Since the start of the pandemic, stress-induced anxiety and depression have increased by 25%, reports the World Health Organization. This isn’t surprising. The links between stress and neuropsychiatric problems is well studied but the mechanisms underpinning stress processing in the brain remain unclear. This has resulted in an unmet need for diagnostic markers and targeted treatments for stress-related disorders.

Earlier studies have suggested processing of stress depends on brain-wide communication between cortical and subcortical regions but the molecular mechanisms and neurons involved were not known.

In a new study, researchers at the Osaka University in Japan, have used a recently developed technology called block-face serial microscopy tomography (FAST) and identified cells that control stress-induced responses in a thin layer called the claustrum that connects the cerebral cortex to subcortical regions. These cells could be key to understanding the origin of stress-related mental disorders and developing new treatments for stress-induced anxiety.

The findings were published on March 18, 2022, in the journal Science Advances, in an article titled, “Claustrum mediates bidirectional and reversible control of stress-induced anxiety responses.”

The use of unbiased approaches to detect small populations of cells has been challenging, until now. In this study, FAST enabled the researchers to examine changes in cellular activity at the resolution of a single cell, brain-wide.

The researchers adopted established experimental paradigms to model stress in mice though physical restraint and social defeat. They then mapped patterns of cellular activity in mice that were exposed to stress in multiple regions of the brain.

Using the FAST, the team collected whole-brain images of control, unstressed mice and mice exposed to stress induced by restraint or defeat. The researchers found the activity in the claustrum differentiated stressed from non-stressed brains in the 22 brain regions they studied.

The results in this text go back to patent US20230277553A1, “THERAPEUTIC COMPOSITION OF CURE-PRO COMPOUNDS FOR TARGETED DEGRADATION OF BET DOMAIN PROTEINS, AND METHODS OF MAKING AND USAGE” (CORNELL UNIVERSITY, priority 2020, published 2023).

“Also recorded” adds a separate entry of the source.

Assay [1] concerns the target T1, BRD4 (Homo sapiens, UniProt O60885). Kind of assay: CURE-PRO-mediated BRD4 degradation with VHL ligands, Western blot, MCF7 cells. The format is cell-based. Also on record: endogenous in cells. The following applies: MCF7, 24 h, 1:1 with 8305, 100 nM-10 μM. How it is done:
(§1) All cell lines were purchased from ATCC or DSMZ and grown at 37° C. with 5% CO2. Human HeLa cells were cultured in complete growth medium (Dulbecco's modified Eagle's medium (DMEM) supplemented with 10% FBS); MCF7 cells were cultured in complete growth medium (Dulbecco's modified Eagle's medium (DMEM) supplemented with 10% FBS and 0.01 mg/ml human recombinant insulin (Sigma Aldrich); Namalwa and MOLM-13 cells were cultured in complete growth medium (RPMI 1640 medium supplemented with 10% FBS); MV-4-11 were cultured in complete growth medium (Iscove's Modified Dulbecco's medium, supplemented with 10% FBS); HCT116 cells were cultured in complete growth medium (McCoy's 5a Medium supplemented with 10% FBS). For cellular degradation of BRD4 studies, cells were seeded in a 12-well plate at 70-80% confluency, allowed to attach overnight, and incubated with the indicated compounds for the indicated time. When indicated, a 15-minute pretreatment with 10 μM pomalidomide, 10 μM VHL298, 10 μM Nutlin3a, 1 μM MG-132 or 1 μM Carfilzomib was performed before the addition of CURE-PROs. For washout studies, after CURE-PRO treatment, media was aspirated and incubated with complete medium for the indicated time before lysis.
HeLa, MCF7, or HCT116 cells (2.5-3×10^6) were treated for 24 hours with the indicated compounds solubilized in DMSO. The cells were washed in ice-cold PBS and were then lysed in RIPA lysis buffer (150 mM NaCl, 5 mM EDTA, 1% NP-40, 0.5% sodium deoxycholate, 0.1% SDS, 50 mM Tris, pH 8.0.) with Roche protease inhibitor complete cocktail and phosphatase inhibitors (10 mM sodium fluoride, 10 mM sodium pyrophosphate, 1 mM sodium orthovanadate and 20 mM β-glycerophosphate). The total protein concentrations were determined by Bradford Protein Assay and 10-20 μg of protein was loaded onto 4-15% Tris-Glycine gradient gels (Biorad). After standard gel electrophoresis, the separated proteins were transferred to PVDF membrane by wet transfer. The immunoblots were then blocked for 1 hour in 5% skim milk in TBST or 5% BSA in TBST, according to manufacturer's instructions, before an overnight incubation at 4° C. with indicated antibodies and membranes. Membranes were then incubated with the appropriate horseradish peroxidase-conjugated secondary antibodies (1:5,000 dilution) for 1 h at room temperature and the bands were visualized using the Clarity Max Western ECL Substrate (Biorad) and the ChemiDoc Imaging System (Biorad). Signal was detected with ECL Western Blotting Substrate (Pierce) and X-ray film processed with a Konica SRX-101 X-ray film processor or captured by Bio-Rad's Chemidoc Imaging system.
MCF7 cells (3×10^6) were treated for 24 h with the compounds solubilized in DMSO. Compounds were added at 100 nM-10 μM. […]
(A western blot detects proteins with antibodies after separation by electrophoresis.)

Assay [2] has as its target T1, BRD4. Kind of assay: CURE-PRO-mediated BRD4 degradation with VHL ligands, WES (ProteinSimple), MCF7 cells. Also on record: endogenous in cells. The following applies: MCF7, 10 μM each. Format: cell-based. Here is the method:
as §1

“A combined approach using brain activation mapping and machine learning showed that the claustrum activation serves as a reliable marker of exposure to acute stressors,” said lead authors Misaki Niu, PhD and Atsushi Kasai, PhD.

Using TRAP2 mice that allow activity-dependent genetic labeling, the team then activated cells in the claustrum using chemogenetic technology, causing mice to exhibit anxiety-related behaviors. On the other hand, when the researchers deactivated the same cells, the mice became more resilient to stress. From these experiments, the team concluded that the claustrum is important for the control of stress-induced anxiety-related behaviors.

“Claustrum activation serves as a reliable marker of exposure to acute stressors,” the authors note. “The claustrum bidirectionally controls stress-induced emotional responses, and its inactivation can serve as a preventative strategy to increase stress resilience.”

The authors also show that the cells in the claustrum that regulate stress processing receive strong input from neurons that are activated upon social defeat in the basolateral amygdala—a region known to play a role in emotional behavior.

“Inactivation of stress-responsive claustrum neurons can serve as at least a partially preventative measure for the emergence of depression-like behavior, and moreover, for stress susceptibility to increase resilience to emotional stress,” said Hitoshi Hashimoto, PhD, who is senior author of the paper.

In addition to providing insights on mechanisms regulating stress-response, the discovery opens new avenues of developing targeted therapies for stress-induced anxiety and related disorders.

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